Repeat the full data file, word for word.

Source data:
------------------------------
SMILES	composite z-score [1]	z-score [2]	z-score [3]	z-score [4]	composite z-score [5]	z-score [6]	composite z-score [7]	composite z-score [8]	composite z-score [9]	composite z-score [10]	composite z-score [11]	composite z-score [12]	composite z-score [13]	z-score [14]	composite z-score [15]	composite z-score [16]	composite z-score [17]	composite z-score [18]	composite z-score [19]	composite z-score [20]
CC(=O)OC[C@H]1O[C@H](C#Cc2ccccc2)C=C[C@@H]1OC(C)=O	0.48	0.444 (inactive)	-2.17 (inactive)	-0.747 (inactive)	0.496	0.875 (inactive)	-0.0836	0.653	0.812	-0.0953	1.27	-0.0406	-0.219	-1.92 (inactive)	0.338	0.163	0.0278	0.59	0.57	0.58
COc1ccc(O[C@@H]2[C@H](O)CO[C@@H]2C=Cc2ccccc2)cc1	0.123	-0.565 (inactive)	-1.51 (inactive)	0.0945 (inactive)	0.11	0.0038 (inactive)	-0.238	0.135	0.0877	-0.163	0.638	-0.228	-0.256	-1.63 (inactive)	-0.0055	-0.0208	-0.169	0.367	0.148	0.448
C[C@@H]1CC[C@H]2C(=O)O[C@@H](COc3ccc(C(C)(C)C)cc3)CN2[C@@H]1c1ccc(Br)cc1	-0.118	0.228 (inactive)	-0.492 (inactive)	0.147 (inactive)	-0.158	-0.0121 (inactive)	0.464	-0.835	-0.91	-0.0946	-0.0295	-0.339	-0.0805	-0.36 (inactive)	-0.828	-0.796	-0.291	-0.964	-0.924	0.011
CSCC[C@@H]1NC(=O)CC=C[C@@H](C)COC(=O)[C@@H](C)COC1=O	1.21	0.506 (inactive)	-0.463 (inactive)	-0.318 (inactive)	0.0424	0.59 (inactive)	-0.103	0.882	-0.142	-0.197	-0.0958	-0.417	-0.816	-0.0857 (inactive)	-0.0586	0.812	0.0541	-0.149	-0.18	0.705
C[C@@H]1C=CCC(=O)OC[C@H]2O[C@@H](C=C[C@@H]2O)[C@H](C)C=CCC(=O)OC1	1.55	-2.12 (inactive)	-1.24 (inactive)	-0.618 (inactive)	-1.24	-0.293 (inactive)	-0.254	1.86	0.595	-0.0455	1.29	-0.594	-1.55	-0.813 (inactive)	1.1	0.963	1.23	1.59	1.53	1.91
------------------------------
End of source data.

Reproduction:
SMILES	composite z-score [1]	z-score [2]	z-score [3]	z-score [4]	composite z-score [5]	z-score [6]	composite z-score [7]	composite z-score [8]	composite z-score [9]	composite z-score [10]	composite z-score [11]	composite z-score [12]	composite z-score [13]	z-score [14]	composite z-score [15]	composite z-score [16]	composite z-score [17]	composite z-score [18]	composite z-score [19]	composite z-score [20]
CC(=O)OC[C@H]1O[C@H](C#Cc2ccccc2)C=C[C@@H]1OC(C)=O	0.48	0.444 (inactive)	-2.17 (inactive)	-0.747 (inactive)	0.496	0.875 (inactive)	-0.0836	0.653	0.812	-0.0953	1.27	-0.0406	-0.219	-1.92 (inactive)	0.338	0.163	0.0278	0.59	0.57	0.58
COc1ccc(O[C@@H]2[C@H](O)CO[C@@H]2C=Cc2ccccc2)cc1	0.123	-0.565 (inactive)	-1.51 (inactive)	0.0945 (inactive)	0.11	0.0038 (inactive)	-0.238	0.135	0.0877	-0.163	0.638	-0.228	-0.256	-1.63 (inactive)	-0.0055	-0.0208	-0.169	0.367	0.148	0.448
C[C@@H]1CC[C@H]2C(=O)O[C@@H](COc3ccc(C(C)(C)C)cc3)CN2[C@@H]1c1ccc(Br)cc1	-0.118	0.228 (inactive)	-0.492 (inactive)	0.147 (inactive)	-0.158	-0.0121 (inactive)	0.464	-0.835	-0.91	-0.0946	-0.0295	-0.339	-0.0805	-0.36 (inactive)	-0.828	-0.796	-0.291	-0.964	-0.924	0.011
CSCC[C@@H]1NC(=O)CC=C[C@@H](C)COC(=O)[C@@H](C)COC1=O	1.21	0.506 (inactive)	-0.463 (inactive)	-0.318 (inactive)	0.0424	0.59 (inactive)	-0.103	0.882	-0.142	-0.197	-0.0958	-0.417	-0.816	-0.0857 (inactive)	-0.0586	0.812	0.0541	-0.149	-0.18	0.705
C[C@@H]1C=CCC(=O)OC[C@H]2O[C@@H](C=C[C@@H]2O)[C@H](C)C=CCC(=O)OC1	1.55	-2.12 (inactive)	-1.24 (inactive)	-0.618 (inactive)	-1.24	-0.293 (inactive)	-0.254	1.86	0.595	-0.0455	1.29	-0.594	-1.55	-0.813 (inactive)	1.1	0.963	1.23	1.59	1.53	1.91